Skip Ribbon Commands
Skip to main content

Health Issues

Roseola, also called exanthem subitum and sixth disease, is a common, contagious viral infection caused by the human herpesvirus (HHV) 6. This strain of the herpes virus is different than the one that causes cold sores or genital herpes infections.

Roseola occurs most often in children aged 6 to 24 months. Youngsters typically have a high fever (greater than 103°F or 39.5°C) for 3 to 7 days. After the fever disappears, a rash will develop on the torso and spread to the arms, legs, back, and face. This rash usually only lasts for hours, but in some cases persists for several days. Some children have seizures associated with the high fever, but more often the fever is accompanied by a decrease in appetite, a mild cough, and a runny nose. This pattern of a high fever followed by a rash will help your pediatrician make the diagnosis of this infection. However, HHV-6 can also cause fever without rash or rash without fever.

Human herpes virus 6 is spread from person to person via secretions from the respiratory tract. You can reduce the chances of your child becoming infected by making sure that he washes his hands thoroughly and frequently. There is no specific treatment for roseola, and it usually goes away without causing any complications. If your child’s fever makes him uncomfortable, ask your pediatrician about lowering his temperature with acetaminophen.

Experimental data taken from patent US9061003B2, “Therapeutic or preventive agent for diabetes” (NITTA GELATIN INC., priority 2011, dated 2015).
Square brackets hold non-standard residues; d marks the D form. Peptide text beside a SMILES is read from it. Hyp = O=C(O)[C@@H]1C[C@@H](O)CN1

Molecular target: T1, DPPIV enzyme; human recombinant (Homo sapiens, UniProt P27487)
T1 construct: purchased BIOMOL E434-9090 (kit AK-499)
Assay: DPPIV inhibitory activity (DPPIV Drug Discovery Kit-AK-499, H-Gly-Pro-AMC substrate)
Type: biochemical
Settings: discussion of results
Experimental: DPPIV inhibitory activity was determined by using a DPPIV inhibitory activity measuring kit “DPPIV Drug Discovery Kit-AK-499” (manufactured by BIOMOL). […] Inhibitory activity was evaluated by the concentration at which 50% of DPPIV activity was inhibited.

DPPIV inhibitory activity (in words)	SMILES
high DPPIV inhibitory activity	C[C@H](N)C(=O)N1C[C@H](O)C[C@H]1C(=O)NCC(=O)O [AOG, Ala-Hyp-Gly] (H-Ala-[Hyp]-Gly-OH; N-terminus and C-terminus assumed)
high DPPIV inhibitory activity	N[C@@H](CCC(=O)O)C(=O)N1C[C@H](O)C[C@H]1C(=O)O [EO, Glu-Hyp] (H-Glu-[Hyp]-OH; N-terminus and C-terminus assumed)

Similar symptoms are associated with another herpesvirus infection caused by HHV-7. Many children infected with HHV-7 have only a mild illness. Human herpes virus 7 may be responsible for second or recurrent cases of roseola that were originally caused by HHV-6. Like all of the viruses in the herpes family, these viruses will stay within the body for life. If a person’s immune system becomes weakened by disease or medicines, the virus can reappear to cause fever and infection in the lungs or brain.

 

Last Updated
5/11/2013
Source
Caring for Your Baby and Young Child: Birth to Age 5 (Copyright © 2009 American Academy of Pediatrics)
The information contained on this Web site should not be used as a substitute for the medical care and advice of your pediatrician. There may be variations in treatment that your pediatrician may recommend based on individual facts and circumstances.